Belgrade,
 
the
 
Education
 
Minister
 
and
 
Professors
 
of 
 
the
 
University
 
of 
 
Belgrade.
 
The
 
boys
 
had
 
also
 
the
 
pleasure
 
of 
 
being
 
introduced
 
to
 
the
 
Russian
 
Minister
 
in
 
London
 
and
 
to
 
Lord
 
Rosebery.
 
Before
 
their
 
departure,
 
the
 
Serbian
 
boys
 
deputed
 
Sir
 
Edward
 
Parrott
 
to
 
beg
 
the
 
Governors
 
to
 
permit
 
them
 
to
 
erect
 
a
 
brass
 
tablet
 
within
 
the
 
precincts
 
of 
 
the
 
building
 
as
 
a
 
perpetual
 
memorial
 
and
 
token
 
of 
 
gratitude.The
 
Memorial,
 
erected
 
in
 
the
 
Dining
Hall,
 
bears
 
this
 
inscription
 
 –
 
"This
 
Tablet 
 
records
 
the
 
everlasting
 
gratitude
 
of 
 
the
 
Twenty 
six 
 
Serbian
 
Refugee
 
Boys,
 
who,
 
during
 
the
 
Great 
 
War,
 
were
 
 freely 
 
and 
 
generously 
 
admitted 
 
to
 
all 
 
the
 
educational 
 
 privileges
 
of 
 
this
 
ancient 
 
and 
 
honourable
 
Foundation." 
 
Then
 
follows
 
a
 
Serbian
 
quotation
 
from
 
the
 
Bible
 
(Matt.
 
xxv.
 
40)
 
 –
 
"Zaista
 
vam
 
Kazhem;
 
sve
 
shto
 
uchiniste
 
 jednome
 
od 
 
ove
 
moje
 
najmanje
 
brache,
 
meni 
 
uchiniste." 
 
THE
 
GREAT
 
RETREAT
 
IN
 
SERBIA
 
IN
 
1915
,
 
by
 
M.
 
I.
 
Tatham
 
Miss
 
M.
 
I.
 
Tatham
 
served 
 
(1915)
 
with
 
Stobart 
 
Field 
 
Hospital 
 
(Serbian
 
Relief 
 
Unit),
 
Kraguyevatz,
 
Serbia.
 
1916
1917,
 
Corsica,
 
S.R.F.
 
Unit.
 
1918,
 
Scottish
 
Women's
 
Hospital,
 
Royaunont 
 
and 
 
Villers
Coterets,
 
France,
 
until 
 
the
 
 Armistice.
 
Here
 
she
 
describes
 
her 
 
experiences
 
in
 
the
 
retreat 
 
 from
 
Serbia.
 
The
 
article
 
was
 
 published 
 
by 
 
C.
 
B.
 
Purdom,
 
1930,
 
as
 
‘Everyman
 
at 
 
War’.
 
The
 
field
 
hospital
 
had
 
been
 
busy
 
for
 
eight
 
months
 
trying
 
to
 
stem
 
the
 
awful
 
tide
 
of 
 
death
 
which
 
was
 
sweeping
 
over
 
the
 
country,
 
and,
 
together
 
with
 
other
 
volunteer
 
units,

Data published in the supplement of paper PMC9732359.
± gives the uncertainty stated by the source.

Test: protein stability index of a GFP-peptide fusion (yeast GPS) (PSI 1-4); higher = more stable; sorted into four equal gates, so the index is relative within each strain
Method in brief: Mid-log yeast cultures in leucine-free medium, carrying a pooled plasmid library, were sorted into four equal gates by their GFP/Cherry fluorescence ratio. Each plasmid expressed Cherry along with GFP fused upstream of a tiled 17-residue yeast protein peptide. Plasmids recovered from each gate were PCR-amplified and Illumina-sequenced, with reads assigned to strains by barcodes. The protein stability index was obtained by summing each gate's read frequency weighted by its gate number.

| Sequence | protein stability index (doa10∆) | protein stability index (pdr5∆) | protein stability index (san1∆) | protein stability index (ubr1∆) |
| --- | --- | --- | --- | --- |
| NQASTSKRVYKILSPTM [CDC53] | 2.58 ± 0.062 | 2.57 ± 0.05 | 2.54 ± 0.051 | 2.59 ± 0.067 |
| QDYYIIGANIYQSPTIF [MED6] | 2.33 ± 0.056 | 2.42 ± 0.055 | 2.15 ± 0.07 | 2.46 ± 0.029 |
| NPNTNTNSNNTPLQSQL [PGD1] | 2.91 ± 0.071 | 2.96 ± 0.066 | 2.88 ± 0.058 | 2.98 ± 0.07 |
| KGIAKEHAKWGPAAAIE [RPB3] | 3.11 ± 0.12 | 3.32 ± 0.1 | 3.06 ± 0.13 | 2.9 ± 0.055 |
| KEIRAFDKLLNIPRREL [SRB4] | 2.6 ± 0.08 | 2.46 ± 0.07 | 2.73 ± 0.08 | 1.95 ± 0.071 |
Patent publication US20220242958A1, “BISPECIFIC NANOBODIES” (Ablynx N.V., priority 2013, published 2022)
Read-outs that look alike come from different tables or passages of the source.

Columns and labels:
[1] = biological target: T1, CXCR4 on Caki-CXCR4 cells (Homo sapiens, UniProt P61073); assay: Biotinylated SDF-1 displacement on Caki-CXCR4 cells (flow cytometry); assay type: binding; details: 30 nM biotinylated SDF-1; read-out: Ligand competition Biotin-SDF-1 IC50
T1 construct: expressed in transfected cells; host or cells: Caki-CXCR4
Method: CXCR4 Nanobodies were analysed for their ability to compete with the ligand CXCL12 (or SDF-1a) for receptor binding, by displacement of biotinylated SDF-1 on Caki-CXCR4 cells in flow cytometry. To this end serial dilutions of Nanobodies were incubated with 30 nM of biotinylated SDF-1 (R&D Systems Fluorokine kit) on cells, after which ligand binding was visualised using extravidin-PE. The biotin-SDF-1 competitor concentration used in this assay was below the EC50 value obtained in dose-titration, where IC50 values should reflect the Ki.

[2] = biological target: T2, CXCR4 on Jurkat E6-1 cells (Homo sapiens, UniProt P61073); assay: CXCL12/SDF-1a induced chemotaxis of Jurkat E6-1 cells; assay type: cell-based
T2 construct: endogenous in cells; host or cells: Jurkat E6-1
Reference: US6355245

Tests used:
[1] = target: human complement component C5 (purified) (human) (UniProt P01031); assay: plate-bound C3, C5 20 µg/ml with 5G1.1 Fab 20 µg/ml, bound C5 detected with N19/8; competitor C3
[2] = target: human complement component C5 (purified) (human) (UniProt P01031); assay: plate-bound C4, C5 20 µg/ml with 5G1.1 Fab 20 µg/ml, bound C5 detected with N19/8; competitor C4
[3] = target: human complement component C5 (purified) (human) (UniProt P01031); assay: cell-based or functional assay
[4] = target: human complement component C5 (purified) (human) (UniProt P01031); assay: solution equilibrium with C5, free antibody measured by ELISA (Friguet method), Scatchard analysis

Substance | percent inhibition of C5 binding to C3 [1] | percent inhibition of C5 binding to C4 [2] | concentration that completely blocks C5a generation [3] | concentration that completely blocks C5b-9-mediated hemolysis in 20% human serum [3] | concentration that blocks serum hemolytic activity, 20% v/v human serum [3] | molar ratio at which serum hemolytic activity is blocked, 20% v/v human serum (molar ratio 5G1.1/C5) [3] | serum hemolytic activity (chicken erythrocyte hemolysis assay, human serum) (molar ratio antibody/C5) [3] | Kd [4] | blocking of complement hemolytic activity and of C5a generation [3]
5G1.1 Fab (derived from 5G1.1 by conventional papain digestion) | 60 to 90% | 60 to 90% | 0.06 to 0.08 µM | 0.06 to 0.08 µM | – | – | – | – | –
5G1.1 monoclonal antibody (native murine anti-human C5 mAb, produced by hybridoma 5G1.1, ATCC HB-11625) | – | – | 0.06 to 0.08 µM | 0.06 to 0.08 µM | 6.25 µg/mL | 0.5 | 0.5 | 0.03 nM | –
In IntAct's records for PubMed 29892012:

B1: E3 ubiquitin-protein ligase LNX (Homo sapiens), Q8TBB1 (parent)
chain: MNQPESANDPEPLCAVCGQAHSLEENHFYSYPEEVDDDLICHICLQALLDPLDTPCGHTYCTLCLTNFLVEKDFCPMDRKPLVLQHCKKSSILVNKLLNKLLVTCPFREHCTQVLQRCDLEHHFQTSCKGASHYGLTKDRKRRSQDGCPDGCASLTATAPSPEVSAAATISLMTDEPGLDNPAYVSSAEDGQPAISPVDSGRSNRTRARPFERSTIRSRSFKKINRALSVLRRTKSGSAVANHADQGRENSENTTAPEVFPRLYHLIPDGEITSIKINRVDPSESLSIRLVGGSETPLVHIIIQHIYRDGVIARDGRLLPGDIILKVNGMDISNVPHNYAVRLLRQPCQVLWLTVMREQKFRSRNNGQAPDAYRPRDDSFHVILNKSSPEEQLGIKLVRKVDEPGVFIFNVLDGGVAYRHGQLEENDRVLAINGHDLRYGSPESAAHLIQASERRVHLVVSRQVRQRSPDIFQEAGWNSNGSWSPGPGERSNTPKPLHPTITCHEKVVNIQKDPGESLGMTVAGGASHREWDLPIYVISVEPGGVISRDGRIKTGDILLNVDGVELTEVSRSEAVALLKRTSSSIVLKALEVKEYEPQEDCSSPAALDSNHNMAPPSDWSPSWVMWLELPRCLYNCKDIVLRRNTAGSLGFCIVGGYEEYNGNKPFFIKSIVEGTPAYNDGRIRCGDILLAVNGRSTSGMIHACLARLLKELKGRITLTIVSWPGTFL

had
 
pretty
 
well
 
succeeded.
 
The
 
typhus,
 
sinister
 
legacy
 
of 
 
the
 
Austrians
 
when
 
they
 
evacuated
 
Belgrade
 
at
 
Christmas
 
1914,
 
had
 
been
 
carried
 
to
 
the
 
farthest
 
corner
 
of 
 
Serbia
 
by
 
soldiers
 
going
 
home
 
on
 
leave
to
 
the
 
little
 
farms
 
and
 
cottages
 
where,
 
under
 
Turkish
 
domination
 
for
 
hundreds
 
of 
 
years
 
the
 
ideas
 
of 
 
hygiene
 
and
 
sanitation
 
2
 
were
 
practically
 
undeveloped.
 
With
 
the
 
result
 
that
 
nearly
 
a
 
third
 
of 
 
the
 
total
 
population
 
succumbed.
 
By
 
October
 
1915
 
the
 
typhus
 
had
 
been
 
fought
 
and
 
beaten
 
and
 
then
 
the
 
human
 
enemy
 
overwhelmed
 
the
 
country.
 
The
 
Bulgarians
 
declared
 
war
 
early
 
in
 
October.
 
Simultaneously
 
the
 
Austrians
 
attacked
 
on
 
the
 
north,
 
and
 
the
 
field
 
hospital
 
had
 
to
 
retreat
 
with
 
the
 
Army.
 
We
 
were
 
in
 
the
 
town
 
of 
 
Kraguyevatz,
 
arsenal
 
of 
 
Serbia,
 
which
 
had
 
suffered
 
the
 
bombardment
 
of 
 
Austrian
 
aeroplanes
 
for
 
weeks
 
before
 
the
 
evacuation,
 
and
 
was
 
left
 
an
 
open
 
city.
 
Having
 
sent
 
off 
 
every
 
man
 
who
 
had
 
sound
 
feet,
 
and
 
left
 
those
 
who
 
were
 
unnable
 
to
 
move
 
in
 
charge
 
of 
 
American
 
doctors
 
(who
 
were
 
then
 
neutrals)
 
the
 
trek
 
southwards
 
began.
 
It
 
was
 
southwards
 
at
 
first,
 
for
 
we
 
had
 
been
 
told
 
that,
 
if 
 
we
 
could
 
reach
 
Monastir,